History and functioning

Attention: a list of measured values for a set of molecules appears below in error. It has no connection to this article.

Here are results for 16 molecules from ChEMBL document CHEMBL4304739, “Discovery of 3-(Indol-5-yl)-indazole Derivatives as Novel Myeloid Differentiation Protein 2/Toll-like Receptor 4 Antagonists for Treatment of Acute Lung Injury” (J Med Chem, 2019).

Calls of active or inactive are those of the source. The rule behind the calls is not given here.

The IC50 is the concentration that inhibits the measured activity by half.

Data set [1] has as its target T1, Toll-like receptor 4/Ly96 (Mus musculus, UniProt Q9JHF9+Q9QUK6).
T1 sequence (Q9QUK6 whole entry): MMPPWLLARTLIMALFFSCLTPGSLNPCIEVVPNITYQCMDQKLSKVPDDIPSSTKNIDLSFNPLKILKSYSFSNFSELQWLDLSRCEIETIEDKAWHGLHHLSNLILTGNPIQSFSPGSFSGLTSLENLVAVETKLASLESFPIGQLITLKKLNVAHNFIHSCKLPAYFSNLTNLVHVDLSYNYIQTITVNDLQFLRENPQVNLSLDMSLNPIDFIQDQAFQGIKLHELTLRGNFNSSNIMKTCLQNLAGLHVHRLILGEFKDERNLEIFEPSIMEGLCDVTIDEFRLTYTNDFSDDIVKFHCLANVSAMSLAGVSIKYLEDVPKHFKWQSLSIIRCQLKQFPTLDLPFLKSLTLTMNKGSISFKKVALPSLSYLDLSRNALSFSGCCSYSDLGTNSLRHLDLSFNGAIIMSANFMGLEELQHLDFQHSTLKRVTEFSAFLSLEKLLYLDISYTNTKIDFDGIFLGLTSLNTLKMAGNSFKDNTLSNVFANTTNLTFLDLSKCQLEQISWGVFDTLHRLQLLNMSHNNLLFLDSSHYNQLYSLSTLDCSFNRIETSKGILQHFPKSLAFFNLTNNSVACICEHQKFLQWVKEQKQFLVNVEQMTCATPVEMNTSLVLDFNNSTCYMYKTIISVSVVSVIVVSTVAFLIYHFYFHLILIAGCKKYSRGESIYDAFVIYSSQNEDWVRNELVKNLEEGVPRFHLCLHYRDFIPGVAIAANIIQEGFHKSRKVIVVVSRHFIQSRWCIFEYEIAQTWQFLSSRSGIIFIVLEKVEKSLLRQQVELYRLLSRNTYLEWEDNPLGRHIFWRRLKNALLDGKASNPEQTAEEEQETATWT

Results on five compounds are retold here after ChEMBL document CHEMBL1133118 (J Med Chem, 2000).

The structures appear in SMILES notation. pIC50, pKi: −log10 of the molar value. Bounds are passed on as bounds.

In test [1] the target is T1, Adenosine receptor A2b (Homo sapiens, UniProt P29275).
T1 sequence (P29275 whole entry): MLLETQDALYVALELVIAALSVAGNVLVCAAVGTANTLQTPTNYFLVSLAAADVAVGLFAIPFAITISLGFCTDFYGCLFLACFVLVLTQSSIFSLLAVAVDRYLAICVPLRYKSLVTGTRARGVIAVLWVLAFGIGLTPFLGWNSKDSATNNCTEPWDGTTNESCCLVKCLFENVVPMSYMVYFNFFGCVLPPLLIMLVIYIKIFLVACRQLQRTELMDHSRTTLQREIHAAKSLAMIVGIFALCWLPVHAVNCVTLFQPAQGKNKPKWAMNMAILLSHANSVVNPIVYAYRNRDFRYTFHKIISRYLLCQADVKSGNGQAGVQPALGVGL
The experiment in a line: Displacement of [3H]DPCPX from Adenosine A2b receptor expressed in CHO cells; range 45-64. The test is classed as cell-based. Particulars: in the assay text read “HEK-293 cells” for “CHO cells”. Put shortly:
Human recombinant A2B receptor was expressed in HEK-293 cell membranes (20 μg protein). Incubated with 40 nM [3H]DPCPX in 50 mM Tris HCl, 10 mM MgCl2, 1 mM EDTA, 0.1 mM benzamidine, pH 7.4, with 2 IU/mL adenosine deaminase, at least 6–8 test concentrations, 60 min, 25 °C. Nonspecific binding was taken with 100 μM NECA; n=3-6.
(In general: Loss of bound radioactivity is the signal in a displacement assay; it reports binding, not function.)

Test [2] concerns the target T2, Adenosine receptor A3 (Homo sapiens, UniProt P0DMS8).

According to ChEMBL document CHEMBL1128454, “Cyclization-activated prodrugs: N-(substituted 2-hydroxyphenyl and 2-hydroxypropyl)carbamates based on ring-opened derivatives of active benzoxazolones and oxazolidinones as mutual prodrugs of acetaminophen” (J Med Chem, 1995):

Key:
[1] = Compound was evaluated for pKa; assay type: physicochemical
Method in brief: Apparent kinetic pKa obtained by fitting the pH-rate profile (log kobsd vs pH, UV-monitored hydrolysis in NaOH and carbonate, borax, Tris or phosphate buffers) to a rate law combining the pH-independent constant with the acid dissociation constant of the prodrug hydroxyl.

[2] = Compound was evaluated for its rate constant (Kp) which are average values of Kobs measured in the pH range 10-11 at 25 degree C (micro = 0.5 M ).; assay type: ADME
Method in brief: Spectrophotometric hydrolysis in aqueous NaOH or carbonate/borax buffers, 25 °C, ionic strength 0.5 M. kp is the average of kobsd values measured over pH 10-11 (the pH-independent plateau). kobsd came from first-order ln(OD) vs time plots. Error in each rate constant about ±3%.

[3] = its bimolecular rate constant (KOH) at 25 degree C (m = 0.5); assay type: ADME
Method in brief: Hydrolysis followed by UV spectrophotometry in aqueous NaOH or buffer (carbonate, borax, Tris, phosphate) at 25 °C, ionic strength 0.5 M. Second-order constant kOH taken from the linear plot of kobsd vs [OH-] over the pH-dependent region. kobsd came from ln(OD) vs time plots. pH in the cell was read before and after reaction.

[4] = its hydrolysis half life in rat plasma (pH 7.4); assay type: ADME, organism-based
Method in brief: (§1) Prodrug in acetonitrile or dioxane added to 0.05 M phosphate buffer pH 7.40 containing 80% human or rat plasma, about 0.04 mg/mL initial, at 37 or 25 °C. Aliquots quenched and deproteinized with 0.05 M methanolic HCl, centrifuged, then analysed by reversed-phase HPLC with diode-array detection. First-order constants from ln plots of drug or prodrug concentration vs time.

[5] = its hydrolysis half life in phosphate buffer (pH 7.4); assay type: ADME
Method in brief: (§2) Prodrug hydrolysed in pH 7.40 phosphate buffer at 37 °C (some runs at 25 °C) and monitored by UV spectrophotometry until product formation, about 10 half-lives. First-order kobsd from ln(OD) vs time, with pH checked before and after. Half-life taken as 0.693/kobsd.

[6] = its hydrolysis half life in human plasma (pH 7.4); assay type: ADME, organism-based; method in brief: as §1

Historically, stock trading activities have been located at several spots in Paris, including rue Quincampoix , rue Vivienne (near the Palais Royal), and the back of the Opéra Garnier (the Paris opera house). In the early 19th century, the Paris Bourse's activities found a stable location at the Palais Brongniart , or Palais de la Bourse (designed by architect Alexandre-Théodore Brongniart). From the second half of the 19th century, official stock markets in Paris were operated by the Compagnie des agents de change, directed by the elected members of a stockbrokers' syndical council. The number of dealers in each of the different trading areas of the Bourse was limited. In the case of the agents de change (the official stockbrokers at the Paris Bourse), there were around 60. An agent de change had to be a French citizen, be nominated by a former agent or his estate, and be approved by the Minister of Finance, and he was appointed by decree of the President of the Republic. Officially, the agents de change could not trade for their own account nor even be a counterpart to someone who wanted to buy or sell securities with their aid; they were strictly brokers, that is, intermediaries. In the financial literature, the Paris Bourse is hence referred to as order-driven market, as opposed to quote-driven markets or dealer markets, where price-setting is handled by a dealer or market-maker. In Paris, only agents de change could receive a commission, at a rate fixed by law, for acting as an intermediary. However, parallel arrangements were usual in order to favor some clients' quote. Moreover, until about the middle of the 20th century, a parallel market known as "La Coulisse" was in operation. Until the late 1980s, this market operated as an open outcry exchange, with the agents de change meeting on the exchange floor of the Palais Brongniart. In 1986, the Paris Bourse started to implement an electronic trading system. This was known generically as CATS (Computer Assisted Trading System), but the Paris version was called CAC ( Cotation Assistée en Continu). By 1989, quotations were fully automated. The Palais Brongniart hosted the French financial derivatives exchanges MATIF and MONEP, until they were fully automated in 1998. In the late 1990s, the Paris Bourse launched the Euronext initiative, an alliance of several European stock exchanges.